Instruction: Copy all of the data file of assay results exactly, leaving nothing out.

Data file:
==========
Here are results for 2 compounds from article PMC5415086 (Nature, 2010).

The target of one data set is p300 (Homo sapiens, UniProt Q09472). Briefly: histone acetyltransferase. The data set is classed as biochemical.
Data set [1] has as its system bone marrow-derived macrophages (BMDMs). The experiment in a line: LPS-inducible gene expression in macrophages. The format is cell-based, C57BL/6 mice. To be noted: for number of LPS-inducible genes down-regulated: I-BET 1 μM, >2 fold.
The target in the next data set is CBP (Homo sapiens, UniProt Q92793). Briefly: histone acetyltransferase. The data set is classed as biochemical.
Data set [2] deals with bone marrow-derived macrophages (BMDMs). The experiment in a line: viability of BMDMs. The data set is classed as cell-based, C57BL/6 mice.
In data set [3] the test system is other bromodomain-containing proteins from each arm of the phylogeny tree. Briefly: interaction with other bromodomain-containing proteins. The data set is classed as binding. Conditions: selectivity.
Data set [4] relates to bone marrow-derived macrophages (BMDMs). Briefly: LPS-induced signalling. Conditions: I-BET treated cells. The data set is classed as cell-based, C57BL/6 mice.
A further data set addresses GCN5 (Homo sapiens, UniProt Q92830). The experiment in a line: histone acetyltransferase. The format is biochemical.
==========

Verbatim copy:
Here are results for 2 compounds from article PMC5415086 (Nature, 2010).

The target of one data set is p300 (Homo sapiens, UniProt Q09472). Briefly: histone acetyltransferase. The data set is classed as biochemical.
Data set [1] has as its system bone marrow-derived macrophages (BMDMs). The experiment in a line: LPS-inducible gene expression in macrophages. The format is cell-based, C57BL/6 mice. To be noted: for number of LPS-inducible genes down-regulated: I-BET 1 μM, >2 fold.
The target in the next data set is CBP (Homo sapiens, UniProt Q92793). Briefly: histone acetyltransferase. The data set is classed as biochemical.
Data set [2] deals with bone marrow-derived macrophages (BMDMs). The experiment in a line: viability of BMDMs. The data set is classed as cell-based, C57BL/6 mice.
In data set [3] the test system is other bromodomain-containing proteins from each arm of the phylogeny tree. Briefly: interaction with other bromodomain-containing proteins. The data set is classed as binding. Conditions: selectivity.
Data set [4] relates to bone marrow-derived macrophages (BMDMs). Briefly: LPS-induced signalling. Conditions: I-BET treated cells. The data set is classed as cell-based, C57BL/6 mice.
A further data set addresses GCN5 (Homo sapiens, UniProt Q92830). The experiment in a line: histone acetyltransferase. The format is biochemical.